Porcelain Unicorn is a sensitively inspiring short film directed by Keegan Wilcox, which was named Best Short Film in the 2010 Philips Global Parallel-Lines Film-Making Contest.  The film was chosen from more than 600 entries from around the world, which were submitted by aspiring filmmakers who created original short films using the same brief six-line dialogue.  This year’s dialogue was: “What is that?  It’s a unicorn.  I’ve never seen one up close before.  Beautiful.  Get away, Get away.  I’m sorry.”

Porcelain Unicorn is a historical drama, which begins with an elderly man who is struggling with memories of 1943 Germany, a time when he was a member of the Hitler Youth Organization.  As a 12 year-old boy, he had broken into an abandoned Jewish shop and discovered a frightened young Jewish girl trying to hide from the Nazi storm troopers.  Their brief encounter in the situation of life-threatening danger led to a shared moment of tenderness, which forged a special relationship between the two children living in war-torn Europe.

The sense of mutuality in that critical experience provided a foundation for an enduring hope in the possibility for emotional healing.  The film invokes a message that conveys a strong conviction in the power of the human spirit to triumph over the trauma of catastrophic events.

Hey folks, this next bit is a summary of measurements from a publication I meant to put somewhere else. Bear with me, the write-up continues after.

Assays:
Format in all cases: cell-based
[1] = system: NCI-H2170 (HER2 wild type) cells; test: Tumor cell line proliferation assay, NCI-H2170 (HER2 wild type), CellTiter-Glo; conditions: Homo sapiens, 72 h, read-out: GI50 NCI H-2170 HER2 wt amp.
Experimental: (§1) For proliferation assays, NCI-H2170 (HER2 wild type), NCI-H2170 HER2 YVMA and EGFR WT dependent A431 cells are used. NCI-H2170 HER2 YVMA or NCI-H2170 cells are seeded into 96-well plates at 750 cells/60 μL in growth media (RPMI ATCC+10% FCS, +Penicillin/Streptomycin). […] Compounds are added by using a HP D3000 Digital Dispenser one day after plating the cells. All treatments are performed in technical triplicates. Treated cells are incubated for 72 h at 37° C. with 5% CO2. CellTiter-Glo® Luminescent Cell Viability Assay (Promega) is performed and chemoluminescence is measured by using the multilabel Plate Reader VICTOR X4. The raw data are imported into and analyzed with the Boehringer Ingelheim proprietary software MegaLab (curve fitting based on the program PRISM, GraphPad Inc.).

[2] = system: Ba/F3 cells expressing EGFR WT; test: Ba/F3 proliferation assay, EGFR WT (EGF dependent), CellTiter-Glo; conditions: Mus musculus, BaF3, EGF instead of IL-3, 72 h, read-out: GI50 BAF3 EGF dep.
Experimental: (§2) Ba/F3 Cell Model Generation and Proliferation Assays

Porcelain Unicorn: The Healing Power of the Human Spirit

(Best Viewed in HD Full-Screen Mode)

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Portraits of Life and Loss: The Holocaust and Beyond

Portraits of Life and Loss: The Holocaust and Beyond

Photographs by: Jeffrey Gusky, MD, Mt. Vernon, Texas

Portraits of Life and Loss pairs the work of Roman Vishniac and Jeffrey Gusky, two photographers who wandered the same areas some six decades apart.  Vishniac explored Poland’s Jewish villages of the 1930s and 1940s, documenting communities in peril during an era of growing anti-Semitism.  Gusky’s late-20th-century visits to the same country took him to the sites where those communities once stood.

While Vishniac captured the spirit of a people, their crowded, vibrant communities, pulsing with life, Gusky’s visual journey examines the ghosts they left behind.  Returning to the quiet landscapes that once nourished Jewish life, Gusky found crumbling synagogues, ghetto walls, and silent streets that once hosted bustling markets, and his photographs resound hauntingly, with an almost specter-like aura.

Photographs by Roman Vishniac: A Vanished World

Gorecki Symphony No. 3, “Symphony of Sorrowful Songs”

Slide Show: Portraits of Life and Loss/The Holocaust and Beyond

(Please Click Image to View Slide Show)

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First They Came….

First They Came….

“It doesn’t matter who you are or where you’ve come from,
Or what you believe in or what you do,
Freedom of speech is a civil liberty